Driving through the Rocky Mountains and foothills of western Canada, it’s not unusual to see elk herds beside or on the highway. There are also drive-through parks where you can move through herds of bison and get an up-close-and-personal look at these massive animals.
Although these animals may look calm and complaisant, foraging their way through their day, they can move a lot faster than you think. In the autumn, males compete for the attention of the females, and become cantankerous and restless. In spring and summer, females are often accompanied by young, and will attack any perceived threat. If you are visiting their habitat, make sure you’re aware of these moose, elk and bison safety trips before your visit.
THERE IS A REASON THE SIGNS SAY DO NOT GET OUT OF YOUR CAR
These are not pets – they are wild animals. They are HUGE wild animals who know how to defend themselves. In any altercation with a human, the animal is killed. Is that worth the price of a picture? One you can get just as easily by lowering your window?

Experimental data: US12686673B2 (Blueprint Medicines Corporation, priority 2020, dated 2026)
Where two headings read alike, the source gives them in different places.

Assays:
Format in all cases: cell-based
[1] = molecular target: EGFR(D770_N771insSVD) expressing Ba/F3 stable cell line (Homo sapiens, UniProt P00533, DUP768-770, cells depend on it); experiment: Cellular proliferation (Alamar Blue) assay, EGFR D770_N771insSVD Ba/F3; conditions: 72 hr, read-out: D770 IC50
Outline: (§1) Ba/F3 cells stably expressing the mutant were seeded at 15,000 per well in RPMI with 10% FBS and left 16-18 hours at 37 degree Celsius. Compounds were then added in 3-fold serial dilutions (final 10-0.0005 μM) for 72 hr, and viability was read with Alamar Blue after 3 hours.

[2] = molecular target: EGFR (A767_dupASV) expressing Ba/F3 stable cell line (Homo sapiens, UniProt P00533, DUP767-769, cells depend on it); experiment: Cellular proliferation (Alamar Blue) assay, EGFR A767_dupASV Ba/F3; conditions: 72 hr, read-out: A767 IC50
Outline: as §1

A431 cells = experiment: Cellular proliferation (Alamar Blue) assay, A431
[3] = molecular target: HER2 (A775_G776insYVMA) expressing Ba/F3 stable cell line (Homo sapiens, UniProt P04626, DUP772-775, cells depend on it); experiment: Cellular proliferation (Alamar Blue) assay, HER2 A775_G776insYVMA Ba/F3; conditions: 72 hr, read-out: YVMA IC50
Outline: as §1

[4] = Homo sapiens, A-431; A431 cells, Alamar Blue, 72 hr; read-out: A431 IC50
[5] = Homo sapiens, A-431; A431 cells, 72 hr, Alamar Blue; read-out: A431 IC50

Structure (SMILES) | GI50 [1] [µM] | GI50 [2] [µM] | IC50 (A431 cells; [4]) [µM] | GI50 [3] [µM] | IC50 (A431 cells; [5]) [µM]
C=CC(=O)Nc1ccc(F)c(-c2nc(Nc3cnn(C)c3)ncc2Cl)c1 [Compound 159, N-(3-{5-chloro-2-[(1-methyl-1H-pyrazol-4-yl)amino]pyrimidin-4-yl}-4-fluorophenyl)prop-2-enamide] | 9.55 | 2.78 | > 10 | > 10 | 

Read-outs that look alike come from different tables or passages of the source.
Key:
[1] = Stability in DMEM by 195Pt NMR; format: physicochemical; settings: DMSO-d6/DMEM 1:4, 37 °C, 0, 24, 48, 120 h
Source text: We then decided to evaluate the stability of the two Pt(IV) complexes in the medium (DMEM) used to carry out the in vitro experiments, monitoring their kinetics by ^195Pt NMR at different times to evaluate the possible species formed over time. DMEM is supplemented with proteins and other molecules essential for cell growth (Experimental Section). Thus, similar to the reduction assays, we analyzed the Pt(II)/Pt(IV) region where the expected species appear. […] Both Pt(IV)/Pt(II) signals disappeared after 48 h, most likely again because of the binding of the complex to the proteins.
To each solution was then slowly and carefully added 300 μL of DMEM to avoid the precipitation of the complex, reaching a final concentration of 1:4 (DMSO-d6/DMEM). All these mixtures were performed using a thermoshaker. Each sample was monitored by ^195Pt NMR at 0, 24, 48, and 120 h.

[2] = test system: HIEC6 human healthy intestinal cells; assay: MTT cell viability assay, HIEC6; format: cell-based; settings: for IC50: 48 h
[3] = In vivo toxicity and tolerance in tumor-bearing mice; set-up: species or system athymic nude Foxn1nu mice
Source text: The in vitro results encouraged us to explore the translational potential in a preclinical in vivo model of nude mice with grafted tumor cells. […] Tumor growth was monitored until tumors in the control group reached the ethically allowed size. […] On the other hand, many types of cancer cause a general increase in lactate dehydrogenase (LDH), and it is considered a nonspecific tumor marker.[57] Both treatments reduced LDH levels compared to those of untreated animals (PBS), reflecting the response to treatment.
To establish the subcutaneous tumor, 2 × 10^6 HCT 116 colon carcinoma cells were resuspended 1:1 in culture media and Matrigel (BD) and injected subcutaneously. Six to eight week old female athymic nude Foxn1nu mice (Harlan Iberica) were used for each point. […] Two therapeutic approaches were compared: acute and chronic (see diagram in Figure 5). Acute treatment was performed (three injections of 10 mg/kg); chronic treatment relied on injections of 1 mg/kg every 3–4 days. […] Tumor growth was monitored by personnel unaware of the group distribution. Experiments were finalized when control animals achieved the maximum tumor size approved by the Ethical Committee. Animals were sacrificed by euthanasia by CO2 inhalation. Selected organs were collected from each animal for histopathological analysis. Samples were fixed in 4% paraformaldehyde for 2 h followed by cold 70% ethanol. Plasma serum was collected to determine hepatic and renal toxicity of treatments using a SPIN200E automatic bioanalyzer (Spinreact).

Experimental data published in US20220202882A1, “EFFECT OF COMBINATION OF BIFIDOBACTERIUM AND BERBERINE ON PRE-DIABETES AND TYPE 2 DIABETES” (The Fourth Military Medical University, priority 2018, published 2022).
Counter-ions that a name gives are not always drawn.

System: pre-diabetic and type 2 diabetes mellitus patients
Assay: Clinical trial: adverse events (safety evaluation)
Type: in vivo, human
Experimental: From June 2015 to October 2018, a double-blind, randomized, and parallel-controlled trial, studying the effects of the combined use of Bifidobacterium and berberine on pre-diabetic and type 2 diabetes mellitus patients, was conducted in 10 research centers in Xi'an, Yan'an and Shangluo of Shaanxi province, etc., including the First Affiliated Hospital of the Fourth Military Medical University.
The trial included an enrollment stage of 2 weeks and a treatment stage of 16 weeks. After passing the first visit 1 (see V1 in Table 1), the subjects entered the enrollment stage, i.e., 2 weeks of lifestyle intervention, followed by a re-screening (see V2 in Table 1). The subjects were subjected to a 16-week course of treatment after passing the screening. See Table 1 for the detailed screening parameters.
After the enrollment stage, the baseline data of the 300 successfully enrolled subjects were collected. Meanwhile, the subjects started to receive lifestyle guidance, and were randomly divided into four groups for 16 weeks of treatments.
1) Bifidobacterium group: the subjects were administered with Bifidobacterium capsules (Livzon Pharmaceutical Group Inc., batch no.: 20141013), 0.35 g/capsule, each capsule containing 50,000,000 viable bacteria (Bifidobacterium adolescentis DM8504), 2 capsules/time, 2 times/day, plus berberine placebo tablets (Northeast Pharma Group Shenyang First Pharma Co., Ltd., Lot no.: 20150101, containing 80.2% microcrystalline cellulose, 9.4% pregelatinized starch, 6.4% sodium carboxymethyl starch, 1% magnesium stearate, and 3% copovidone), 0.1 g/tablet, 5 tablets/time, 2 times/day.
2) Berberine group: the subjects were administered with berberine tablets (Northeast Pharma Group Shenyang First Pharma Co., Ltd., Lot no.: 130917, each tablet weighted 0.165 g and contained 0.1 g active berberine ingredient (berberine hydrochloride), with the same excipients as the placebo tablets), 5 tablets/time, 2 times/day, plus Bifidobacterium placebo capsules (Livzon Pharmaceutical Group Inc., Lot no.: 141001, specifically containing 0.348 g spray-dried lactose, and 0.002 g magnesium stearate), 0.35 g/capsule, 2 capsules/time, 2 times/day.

They favour marshes, swamps and muskeg in summer and move to drier slopes in the winter. Moose are solitary animals, except for females with young.
Males can reach 453 kg, and 1.8 metres high at the shoulder. Females are smaller, but still can weigh up to 350 kg.
They are flexible in their choice of habitat, but prefer open areas such as alpine pastures, marshy meadows, river flats, open prairies and aspen parkland.
Bull elk can reach 315 kg and stand 1.4 m at the shoulder, with females weighing 225 kg and 1.3 m in height.
Their population is now restricted to parks, nature reserves, and game farms. Many are drive-through areas.
These huge members of the cow family can reach 570 kg and 1.8 metres in the males, and 420 kg and 1.5 m for females.